TagAtheism

Is Atheism a Religion?

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I recently read an article in which the author insisted that public funds not go to support religious schools. The rhetoric in this article was very much in the “us” versus “them” vein. In essence, “their” views, those of the religious, are tainted with the irrational and divisive forces of faith or belief common to all religions, unlike “our” rational and unifying position which is free from dangerous subjectivity.

In the comment section someone agreed saying:

Religious indoctrination of children is nothing less than abuse, and ought not to be allowed let alone publicly funded.

No child is raised without “religious” indoctrination

What this commenter does not understand is that there is no way to raise a child without “religious” indoctrination.

Modern rationalism or postmodern relativism, which dominate much of western education are inherently “religious.” So to is atheism.  Consequently, public schools are, in essence, are engaged in religious education–religious indoctrination, if you will.

I said as much in my response to above comment. To which another commenter objected saying:

Atheism is not a religion for the same reason that bald is not a hair colour.

He is right, baldness is not a hair color, but it is a hair style.

Two Meanings of “Religious”

There are two ways in which one might use the term “religious.” In one sense, atheism is not a religion.  When we define religious in terms of rituals and believing in spiritual beings, then atheism is not a religion for the same reason baldness is not a hair colour.

But in another very important sense, atheism is religious. The term can also refer to the guiding principles that one accepts by faith, that shape ones reality, and around which one organizes ones life.

These guiding principles are revealed in how one might answer fundamental questions about reality. Not everyone is aware of their own answers to these questions, but their lives testify to having answered them one way or another.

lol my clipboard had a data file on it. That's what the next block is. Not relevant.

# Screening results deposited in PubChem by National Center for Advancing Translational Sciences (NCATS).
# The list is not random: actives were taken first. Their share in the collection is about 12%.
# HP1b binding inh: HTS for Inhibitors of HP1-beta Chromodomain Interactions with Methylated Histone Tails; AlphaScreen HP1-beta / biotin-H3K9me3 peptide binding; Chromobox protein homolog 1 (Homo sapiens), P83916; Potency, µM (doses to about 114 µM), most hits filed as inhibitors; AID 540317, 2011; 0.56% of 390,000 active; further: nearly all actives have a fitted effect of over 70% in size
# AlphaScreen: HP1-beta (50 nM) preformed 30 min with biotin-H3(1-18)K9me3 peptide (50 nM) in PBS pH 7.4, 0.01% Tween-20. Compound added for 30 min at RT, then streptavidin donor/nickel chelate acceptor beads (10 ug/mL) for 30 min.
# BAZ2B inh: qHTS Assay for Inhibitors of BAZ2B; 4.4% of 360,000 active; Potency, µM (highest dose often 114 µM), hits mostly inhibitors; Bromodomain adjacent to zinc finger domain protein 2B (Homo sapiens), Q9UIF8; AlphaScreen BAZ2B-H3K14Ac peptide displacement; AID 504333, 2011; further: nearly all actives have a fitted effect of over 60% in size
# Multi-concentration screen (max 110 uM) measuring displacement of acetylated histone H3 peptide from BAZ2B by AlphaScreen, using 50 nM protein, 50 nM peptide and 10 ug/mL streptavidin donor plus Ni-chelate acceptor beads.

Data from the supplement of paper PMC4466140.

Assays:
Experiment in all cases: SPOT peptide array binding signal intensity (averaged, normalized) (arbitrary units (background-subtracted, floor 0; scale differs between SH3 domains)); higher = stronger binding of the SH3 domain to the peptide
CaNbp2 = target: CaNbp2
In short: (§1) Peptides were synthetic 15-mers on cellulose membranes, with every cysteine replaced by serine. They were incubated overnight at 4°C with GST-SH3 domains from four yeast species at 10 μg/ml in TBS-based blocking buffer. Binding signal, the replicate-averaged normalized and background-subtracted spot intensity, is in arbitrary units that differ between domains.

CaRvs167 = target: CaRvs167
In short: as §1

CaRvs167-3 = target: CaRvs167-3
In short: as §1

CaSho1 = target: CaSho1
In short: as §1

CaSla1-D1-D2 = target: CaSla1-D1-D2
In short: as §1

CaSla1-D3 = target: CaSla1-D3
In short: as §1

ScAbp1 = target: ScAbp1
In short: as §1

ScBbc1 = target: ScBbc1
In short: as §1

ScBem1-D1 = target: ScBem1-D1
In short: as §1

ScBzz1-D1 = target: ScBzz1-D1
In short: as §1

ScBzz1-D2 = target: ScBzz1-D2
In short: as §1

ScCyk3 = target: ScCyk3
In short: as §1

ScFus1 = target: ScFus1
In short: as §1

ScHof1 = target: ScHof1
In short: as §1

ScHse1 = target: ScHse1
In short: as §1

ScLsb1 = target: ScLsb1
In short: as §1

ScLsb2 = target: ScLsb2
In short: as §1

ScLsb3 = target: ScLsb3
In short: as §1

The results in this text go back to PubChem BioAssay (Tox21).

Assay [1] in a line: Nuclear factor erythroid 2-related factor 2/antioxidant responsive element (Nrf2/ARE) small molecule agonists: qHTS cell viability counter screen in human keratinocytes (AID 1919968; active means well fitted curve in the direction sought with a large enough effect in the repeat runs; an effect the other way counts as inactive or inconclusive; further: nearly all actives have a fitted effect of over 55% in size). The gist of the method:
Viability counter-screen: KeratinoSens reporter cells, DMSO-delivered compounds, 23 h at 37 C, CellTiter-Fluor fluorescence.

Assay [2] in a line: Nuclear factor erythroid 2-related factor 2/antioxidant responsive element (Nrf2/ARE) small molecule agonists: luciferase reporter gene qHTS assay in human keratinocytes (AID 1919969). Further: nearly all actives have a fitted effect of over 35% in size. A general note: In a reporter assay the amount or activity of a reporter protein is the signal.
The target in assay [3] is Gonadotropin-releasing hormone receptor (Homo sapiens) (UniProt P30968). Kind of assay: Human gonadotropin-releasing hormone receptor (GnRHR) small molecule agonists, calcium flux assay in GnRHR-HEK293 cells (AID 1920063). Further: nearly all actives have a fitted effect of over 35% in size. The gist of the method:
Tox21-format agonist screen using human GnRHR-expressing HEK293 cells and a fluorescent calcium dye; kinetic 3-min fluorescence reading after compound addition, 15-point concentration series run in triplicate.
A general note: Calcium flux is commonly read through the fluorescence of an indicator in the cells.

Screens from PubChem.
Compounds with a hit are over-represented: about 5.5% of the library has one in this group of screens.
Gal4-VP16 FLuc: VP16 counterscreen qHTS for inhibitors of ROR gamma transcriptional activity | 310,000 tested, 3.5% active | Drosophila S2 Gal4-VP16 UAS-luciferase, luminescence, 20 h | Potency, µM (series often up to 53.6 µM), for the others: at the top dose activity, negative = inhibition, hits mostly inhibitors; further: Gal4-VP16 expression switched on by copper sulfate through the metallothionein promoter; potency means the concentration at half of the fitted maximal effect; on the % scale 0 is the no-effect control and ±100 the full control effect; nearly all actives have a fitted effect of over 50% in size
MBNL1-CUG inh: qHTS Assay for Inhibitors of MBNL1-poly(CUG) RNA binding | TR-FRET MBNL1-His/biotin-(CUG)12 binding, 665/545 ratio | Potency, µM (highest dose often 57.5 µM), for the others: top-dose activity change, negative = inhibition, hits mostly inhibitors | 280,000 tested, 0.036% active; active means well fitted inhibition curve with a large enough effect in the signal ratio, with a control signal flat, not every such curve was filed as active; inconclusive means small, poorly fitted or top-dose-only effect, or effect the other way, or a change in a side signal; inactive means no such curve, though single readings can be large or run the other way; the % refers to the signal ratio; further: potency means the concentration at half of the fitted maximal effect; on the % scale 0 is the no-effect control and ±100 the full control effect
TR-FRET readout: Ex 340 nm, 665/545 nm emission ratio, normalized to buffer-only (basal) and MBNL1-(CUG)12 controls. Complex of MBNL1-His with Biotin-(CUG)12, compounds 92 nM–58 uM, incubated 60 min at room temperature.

• Does life have meaning? If so, what is it?
  • Does human life have value? If so, why?
  • Do we have a purpose? If so why?
  • Does the universe have a purpose?
  • Is the universe friendly, hostile or indifferent?
  • What’s wrong with the world?
  • What is the solution to what is wrong with the world?
  • Is there a God or gods?

Every human being lives out their answer to these questions. Interestingly, many people proclaim an answer to a question, but live out another answer. The answers, stated or lived, are religious. They are religious in that they cannot be proven; they are accepted by faith.

The Faith of Atheist

The atheist believes that there is no God on the same grounds that a theists believes that there is.  Both do so by faith; neither can know it to be so.

One may chose not to use the term religious to describe this category, but it doesn’t get atheism out of the category, whatever you call it.

Baldness is not a hair colour, but it is a hair style. Atheism does not engage in religious activities that arise out of a belief in a God, but they do make unverifiable claims about reality based on faith.

There is no way we can have an a-religious education, so the government will always be funding religious education. The question now remains, which religions will they fund.

The Bible Supports Slavery?

Slavery and Christianity

I don’t care who does it; it makes me crazy.

The sacrifice of truth for the sake of argument.

This billboard is a case in point.

In an attempt to discredit the Bible, the makers of this billboard equate first-century slavery with American slavery that ended in the 18th century.

Further, this billboard illustrates the hermeneutical crime of “proof-texting,” and therefore missing the entire point of Colossians 3:22.

The device presented on the billboard was used in the Americas a few hundred years ago.  The hooks protruding from the collar “are placed to prevent an escapee when pursued in the woods and to hinder them from laying down the head to procure rest” (reference).  This is one of the ugliest faces of one of the ugliest periods of human history.

First-Century Slavery

Many centuries separate this slavery from  that of the first-century slavery: